In the situation Steve Gladstone described, a wide belt with a front  opening, quick release is the safest way to go.

Brian Heller
IA 600 DP


>>Please, NEVER use a square knot to tie two lines together, unless they are wrapped around >>something. This is a great knot to constrict around something, but will easily collapse and fall >>apart if it is in open space.

I've never had this happen, which is meaningless in any conversation about safety. What causes me to wonder is how this is possible at all with climbing ropes. These ropes' kernmantle (outer most layer) is designed with a number of parameters in mind, including knot holding tenacity.

Even the slightest amount of doubt makes it VERY worth the trouble of learning a fisherman's knot, or even a double fisherman's. They're simple too.

Cliff Hancuff
Washington, DC


>> What causes me to wonder is how this is possible at all with climbing ropes.

Tie a square knot. Hold one end and pull on the other end of the same line. It will collapse into a version of a double half-hitch, and the two lines will slip apart. This could happen if the end of one of the lines catches on something.

Brian's post was to the point.

Jeff Platt
Arizona


>>To this I would add, do not tie-yourself in to any kind of moving vehicle. Do not allow anyone else to >>tie you in. If you must be attached to a moving vehicle use a quick release safety belt or harness >>designed for that purpose.

I LOVE this place. Where else can one get such an amalgamation of such useful information. What one forgets another provides and life experience supplements book learnin'.

For me, carabineers at the harness connect point would be fine. Two, facing in opposite directions is mandatory. Though seriously discouraged for a climb, Steve's falls are likely to be short and not need the extra safety of climbing protocol, tying directly into the harness. Of course, if you're weighted and need to get out of carabineers fast ... you best hope the knife on hand has been recently sharpened. 11mm climbing ropes don't cut easily.

You'll NOT find a quick disconnect device at any climb shop I know of. If I've ever seen one, I've certainly pretended I didn't. The need to become quickly unprotected does not exist in climbing.

Cliff "12C27 "Folder" Packin'" Hancuff
< sigh > Whadda' geek!
Washington, DC


For sobering reading on the catastrophic failure of a Figure Eight climbing knot -- with kernmantle rope:

http://www.safetyaccessrescue.com.au/

http://www.safetyaccessrescue.com.au/news

Brian Heller
IA 600 DP


Not to belabor what should be obvious, but ...ANYTHING done incorrectly in climbing is a bad thing.
This figure 8 was tied badly, before the tails were left untied.

Sad story. Thanks for the link.

By now, Steven is probably considering bolting and welding a racing seat to the frame through the bottom of this cube, with a 5 way racing harness (connected low in the back for added deceleration protection), chest plate, lateral head  support, gloves, BRC approved full face helmet (with it's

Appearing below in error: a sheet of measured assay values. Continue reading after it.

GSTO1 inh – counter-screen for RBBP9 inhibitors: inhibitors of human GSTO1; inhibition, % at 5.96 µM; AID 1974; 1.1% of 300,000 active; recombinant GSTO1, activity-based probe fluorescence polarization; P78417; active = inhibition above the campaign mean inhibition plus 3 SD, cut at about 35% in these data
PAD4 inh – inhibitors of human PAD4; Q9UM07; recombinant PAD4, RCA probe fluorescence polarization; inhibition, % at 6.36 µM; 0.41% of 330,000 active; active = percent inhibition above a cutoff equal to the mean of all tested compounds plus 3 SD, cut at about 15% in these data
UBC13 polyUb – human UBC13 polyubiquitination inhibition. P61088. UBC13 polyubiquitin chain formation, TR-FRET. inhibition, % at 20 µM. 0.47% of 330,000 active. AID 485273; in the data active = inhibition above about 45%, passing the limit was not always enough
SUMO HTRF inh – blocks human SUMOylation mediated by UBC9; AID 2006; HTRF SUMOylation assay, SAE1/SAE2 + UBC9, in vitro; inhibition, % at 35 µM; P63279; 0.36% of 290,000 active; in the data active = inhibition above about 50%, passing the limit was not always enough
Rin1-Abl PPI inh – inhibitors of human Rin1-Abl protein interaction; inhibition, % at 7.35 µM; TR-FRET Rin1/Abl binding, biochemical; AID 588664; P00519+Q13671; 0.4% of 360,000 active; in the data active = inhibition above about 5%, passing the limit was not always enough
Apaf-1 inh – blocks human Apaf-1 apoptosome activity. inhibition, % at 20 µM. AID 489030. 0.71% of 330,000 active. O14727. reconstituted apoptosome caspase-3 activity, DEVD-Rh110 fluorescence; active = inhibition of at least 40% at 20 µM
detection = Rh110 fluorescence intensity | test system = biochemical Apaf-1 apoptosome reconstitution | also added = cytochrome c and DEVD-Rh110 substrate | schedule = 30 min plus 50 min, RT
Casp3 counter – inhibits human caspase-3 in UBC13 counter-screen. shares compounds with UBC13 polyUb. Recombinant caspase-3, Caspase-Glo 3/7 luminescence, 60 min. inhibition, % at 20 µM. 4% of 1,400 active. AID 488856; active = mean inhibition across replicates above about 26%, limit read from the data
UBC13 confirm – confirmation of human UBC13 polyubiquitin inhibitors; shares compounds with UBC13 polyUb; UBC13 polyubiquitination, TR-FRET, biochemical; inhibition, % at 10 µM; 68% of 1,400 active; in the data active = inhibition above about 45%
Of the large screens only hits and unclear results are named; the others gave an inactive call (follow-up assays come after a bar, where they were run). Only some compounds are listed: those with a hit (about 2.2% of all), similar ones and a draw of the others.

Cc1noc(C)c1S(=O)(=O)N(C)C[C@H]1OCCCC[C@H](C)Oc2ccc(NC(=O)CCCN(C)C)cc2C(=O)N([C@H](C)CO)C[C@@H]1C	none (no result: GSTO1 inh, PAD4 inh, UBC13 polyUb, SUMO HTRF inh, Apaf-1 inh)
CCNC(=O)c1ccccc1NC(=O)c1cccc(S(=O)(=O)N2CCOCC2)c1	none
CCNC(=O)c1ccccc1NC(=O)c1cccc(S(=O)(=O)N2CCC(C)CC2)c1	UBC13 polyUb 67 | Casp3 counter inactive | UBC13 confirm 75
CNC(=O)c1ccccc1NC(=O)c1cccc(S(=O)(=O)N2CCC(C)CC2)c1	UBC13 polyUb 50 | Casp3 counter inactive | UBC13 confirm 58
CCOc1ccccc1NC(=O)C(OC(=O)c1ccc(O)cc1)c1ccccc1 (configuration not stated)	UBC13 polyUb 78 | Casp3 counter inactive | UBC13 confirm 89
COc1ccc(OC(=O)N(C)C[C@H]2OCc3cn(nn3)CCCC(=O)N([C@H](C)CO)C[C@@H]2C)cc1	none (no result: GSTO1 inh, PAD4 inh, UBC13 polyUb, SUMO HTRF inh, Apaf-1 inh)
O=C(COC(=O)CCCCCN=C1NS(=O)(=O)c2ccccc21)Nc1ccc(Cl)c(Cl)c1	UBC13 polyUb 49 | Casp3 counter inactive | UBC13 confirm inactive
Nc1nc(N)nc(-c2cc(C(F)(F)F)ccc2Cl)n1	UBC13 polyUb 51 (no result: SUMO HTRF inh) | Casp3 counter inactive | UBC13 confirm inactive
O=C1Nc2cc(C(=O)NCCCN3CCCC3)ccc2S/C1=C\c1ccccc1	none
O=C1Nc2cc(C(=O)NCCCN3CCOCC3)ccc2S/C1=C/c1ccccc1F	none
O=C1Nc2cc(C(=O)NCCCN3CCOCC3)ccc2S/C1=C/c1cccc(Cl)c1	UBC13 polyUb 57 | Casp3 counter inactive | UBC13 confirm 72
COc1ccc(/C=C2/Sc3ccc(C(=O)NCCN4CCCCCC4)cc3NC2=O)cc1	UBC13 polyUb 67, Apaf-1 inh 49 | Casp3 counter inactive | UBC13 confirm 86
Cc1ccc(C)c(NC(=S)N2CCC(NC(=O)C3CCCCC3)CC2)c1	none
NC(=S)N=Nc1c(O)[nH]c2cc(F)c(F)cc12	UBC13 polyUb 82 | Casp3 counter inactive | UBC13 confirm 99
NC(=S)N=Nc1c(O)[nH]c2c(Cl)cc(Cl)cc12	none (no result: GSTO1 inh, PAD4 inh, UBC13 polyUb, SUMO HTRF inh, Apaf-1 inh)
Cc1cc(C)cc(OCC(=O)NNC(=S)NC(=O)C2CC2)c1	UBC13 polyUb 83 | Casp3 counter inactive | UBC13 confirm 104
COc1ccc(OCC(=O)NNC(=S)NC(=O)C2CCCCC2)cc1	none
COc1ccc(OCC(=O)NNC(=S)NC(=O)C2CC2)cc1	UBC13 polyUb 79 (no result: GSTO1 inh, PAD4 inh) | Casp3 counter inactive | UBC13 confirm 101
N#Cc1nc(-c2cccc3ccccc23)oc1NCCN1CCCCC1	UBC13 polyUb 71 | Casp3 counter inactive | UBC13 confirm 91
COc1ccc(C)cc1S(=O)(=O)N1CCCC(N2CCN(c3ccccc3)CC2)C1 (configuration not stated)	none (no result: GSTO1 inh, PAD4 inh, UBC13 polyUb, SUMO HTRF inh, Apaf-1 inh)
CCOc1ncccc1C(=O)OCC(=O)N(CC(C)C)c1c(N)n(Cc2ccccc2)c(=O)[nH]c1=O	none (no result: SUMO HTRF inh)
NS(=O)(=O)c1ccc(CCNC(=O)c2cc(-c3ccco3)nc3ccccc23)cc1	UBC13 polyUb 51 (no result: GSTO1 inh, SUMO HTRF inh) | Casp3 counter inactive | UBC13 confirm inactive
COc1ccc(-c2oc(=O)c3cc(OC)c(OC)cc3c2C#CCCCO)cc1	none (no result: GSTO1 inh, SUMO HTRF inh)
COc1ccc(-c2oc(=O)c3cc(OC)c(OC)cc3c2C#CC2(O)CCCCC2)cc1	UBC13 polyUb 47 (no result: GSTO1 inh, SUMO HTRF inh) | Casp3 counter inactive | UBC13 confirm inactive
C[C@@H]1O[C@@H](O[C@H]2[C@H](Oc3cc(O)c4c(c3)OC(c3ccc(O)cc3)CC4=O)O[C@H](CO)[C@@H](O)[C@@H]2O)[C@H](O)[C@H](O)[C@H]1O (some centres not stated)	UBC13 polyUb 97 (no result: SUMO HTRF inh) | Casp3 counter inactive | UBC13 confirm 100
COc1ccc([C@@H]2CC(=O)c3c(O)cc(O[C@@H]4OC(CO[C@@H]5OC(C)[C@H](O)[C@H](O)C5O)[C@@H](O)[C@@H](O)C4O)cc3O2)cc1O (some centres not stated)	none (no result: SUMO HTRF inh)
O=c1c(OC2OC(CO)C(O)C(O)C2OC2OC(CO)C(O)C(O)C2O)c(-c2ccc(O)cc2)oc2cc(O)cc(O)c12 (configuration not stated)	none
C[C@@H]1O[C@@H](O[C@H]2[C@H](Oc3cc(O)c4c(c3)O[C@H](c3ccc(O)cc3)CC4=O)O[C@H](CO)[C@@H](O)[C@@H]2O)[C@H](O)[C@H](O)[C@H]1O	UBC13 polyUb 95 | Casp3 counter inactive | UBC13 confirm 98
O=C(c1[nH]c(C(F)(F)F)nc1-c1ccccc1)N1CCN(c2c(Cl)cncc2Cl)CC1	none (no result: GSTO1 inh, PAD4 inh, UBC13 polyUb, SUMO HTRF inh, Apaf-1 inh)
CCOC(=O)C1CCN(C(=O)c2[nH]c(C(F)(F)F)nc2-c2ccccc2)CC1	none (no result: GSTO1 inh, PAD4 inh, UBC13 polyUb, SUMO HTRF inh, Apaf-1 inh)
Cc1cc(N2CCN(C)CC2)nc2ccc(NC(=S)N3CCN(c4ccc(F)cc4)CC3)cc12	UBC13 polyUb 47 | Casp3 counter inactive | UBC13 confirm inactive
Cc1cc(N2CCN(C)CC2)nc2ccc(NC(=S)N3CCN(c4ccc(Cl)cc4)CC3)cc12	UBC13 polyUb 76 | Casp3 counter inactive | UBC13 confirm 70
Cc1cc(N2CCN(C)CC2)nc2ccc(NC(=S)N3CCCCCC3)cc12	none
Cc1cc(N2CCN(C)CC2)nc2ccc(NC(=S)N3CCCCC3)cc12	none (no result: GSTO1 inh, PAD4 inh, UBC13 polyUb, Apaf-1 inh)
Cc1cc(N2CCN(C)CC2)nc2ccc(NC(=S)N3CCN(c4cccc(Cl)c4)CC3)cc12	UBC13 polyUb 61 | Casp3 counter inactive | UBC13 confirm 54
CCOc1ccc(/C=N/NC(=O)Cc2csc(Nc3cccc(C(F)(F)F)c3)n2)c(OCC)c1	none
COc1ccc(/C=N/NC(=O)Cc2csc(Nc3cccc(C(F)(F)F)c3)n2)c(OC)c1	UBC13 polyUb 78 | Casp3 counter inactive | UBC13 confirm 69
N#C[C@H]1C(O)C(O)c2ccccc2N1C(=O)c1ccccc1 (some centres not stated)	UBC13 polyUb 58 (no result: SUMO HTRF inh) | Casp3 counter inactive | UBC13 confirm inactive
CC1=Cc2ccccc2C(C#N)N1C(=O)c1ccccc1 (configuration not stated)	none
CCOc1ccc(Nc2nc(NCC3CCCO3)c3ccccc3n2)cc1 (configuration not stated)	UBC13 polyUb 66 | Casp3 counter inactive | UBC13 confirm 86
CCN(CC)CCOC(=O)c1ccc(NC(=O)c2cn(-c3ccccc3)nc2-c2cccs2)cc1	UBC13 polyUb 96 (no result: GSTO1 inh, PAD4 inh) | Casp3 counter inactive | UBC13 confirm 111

own ventilation system to prevent co2 buildup), suit meeting FIA & SFI 3.2a/5 standards, ... not to mention restrictor  plate to keep the driver in check.

Cliff Hancuff
Washington, DC


Cliff wrote:

>>By now, Steven is probably considering bolting and welding a racing seat to the frame through the >>bottom of this cube, with a 5 way racing harness (connected low in the back for added deceleration >>protection), chest plate, lateral head support, gloves, BRC approved full face helmet ...

And a HANS device so he can keep his head....

Wade K. Ramsey, DP
Dept. of Cinema & Video Production
Bob Jones University
Greenville, SC 29614


>>,,,I remember someone suggesting a rescue harness over a safety harness. So I'm wondering if >>anyone has any suggestions,,,

The most important thing you can do in a situation like this is to have an experienced Grip. The best harness in the world won't save you from a badly chosen pick-point.

The thing is... If you're taking responsibility for your safety then someone else IS NOT. It's much more prudent to choose someone qualified and trust them to do their job.

Making safe around choppers, boats and vehicles is serious business. It's foolish economy to take over the responsibility for safety without the correct credentials.

David Perrault, CSC


We did some running shots of motor homes out of the back of your cube truck.

For that shoot we rigged a point in the center of the box off of a load bar going across the truck about 6' off the floor and about 6' from the door. We used a standard OSHA safety harness with the D ring on the back and a lanyard to the point. This attachment allowed the operator to move around a bit , kneel down (shooting off a high hat) all with out being able to fall out of the truck. We did use a standard shock lanyard that is not springy but is one use and only goes into shock mode if lots of shock weight were placed on the lanyard.

You need to make sure that the tie off point will hold the weight that you could experience in a fall. Also consider where the attachment point is and where a body will swing if a fall occurred.

Richard Bakos
President
Studio One Inc.
25833 State Road 2
South Bend, In 46619-4736
VOICE 574-232-9084
FAX 574-232-2220
www.StudioOnesb.com